This paper attempts to understand the relationship between retailer market power and the slotting allowances demanded by large retailers.
A bilateral oligopoly model is used to study slotting allowances in retailing industries. The upstream market is a symmetric duopoly. In the downstream, a large retailer competes with many small retailers. Only the large retailer is capable of requiring slotting fees.
The model suggests that the large retailer uses slotting fees to capitalize its market power. By requiring the fees from manufacturers, the large retailer raises the wholesale prices faced by competing small retailers, and therefore, lowers their profit margins and market shares.
More empirical evidences are desirable to support the theory. Regarding the modeling, it might be interesting to explicitly model the bargaining between the large retailer and manufacturers.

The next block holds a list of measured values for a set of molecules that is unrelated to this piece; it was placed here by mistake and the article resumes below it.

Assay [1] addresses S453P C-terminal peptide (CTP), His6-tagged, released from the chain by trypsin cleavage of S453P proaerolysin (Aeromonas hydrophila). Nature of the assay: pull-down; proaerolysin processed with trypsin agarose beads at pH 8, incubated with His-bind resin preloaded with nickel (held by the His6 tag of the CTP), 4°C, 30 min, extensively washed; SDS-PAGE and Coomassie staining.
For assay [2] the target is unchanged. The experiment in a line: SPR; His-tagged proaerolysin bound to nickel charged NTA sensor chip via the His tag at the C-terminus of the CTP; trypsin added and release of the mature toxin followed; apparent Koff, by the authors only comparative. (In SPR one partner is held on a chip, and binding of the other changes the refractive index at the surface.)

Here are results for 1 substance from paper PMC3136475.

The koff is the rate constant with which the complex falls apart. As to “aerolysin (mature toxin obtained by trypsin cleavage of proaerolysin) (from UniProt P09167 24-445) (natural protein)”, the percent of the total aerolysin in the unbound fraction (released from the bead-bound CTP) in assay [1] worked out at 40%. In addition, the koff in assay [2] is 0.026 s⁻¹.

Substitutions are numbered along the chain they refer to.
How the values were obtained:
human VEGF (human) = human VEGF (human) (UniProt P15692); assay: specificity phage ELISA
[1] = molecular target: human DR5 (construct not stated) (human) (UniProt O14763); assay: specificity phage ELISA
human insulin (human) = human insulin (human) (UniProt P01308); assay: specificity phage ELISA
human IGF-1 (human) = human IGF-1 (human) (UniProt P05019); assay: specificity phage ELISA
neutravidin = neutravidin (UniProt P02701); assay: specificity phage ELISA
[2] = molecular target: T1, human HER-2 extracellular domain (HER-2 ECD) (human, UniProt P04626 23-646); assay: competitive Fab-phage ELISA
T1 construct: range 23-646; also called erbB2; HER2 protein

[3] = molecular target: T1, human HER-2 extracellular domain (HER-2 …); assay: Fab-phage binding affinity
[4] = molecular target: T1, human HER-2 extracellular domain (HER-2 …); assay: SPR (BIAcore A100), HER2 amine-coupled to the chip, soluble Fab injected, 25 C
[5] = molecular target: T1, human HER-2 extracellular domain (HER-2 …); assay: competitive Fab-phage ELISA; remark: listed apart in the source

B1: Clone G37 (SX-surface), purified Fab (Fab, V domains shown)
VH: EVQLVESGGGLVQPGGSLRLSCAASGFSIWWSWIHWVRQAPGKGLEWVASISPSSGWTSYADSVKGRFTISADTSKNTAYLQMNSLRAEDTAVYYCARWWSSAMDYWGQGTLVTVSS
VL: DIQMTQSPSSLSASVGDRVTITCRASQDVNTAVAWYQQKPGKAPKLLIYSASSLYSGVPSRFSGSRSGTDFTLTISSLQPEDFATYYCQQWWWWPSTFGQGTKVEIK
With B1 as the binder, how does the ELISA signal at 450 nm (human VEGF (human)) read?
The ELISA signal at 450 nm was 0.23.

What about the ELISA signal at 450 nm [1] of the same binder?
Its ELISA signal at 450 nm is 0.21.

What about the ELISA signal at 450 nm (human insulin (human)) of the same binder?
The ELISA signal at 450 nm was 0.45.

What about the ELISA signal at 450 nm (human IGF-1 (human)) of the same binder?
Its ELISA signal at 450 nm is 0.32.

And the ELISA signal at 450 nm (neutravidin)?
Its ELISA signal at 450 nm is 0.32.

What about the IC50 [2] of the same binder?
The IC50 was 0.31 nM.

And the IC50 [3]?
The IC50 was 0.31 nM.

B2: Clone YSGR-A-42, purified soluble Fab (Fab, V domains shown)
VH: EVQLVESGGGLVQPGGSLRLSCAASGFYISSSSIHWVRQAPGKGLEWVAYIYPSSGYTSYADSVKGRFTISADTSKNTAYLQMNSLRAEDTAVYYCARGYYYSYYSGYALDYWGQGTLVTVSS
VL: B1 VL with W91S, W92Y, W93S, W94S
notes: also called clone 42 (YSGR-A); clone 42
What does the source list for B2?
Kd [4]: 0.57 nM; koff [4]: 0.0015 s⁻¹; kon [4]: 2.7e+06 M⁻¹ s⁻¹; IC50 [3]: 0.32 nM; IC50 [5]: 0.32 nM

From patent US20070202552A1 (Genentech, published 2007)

Requiring slotting allowances is an exclusionary strategy of large retailers. Abuse of slotting allowances might have antitrust concern.
This paper presents probably the first analytic model that considers slotting allowances in an asymmetric bilateral oligopoly. This approach is interesting because slotting allowances are most likely to make difference when manufacturers are oligopolistic and retailers are heterogeneous in sizes.
CitationDownload as .RIS
Emerald Group Publishing Limited
Copyright © 2006, Emerald Group Publishing Limited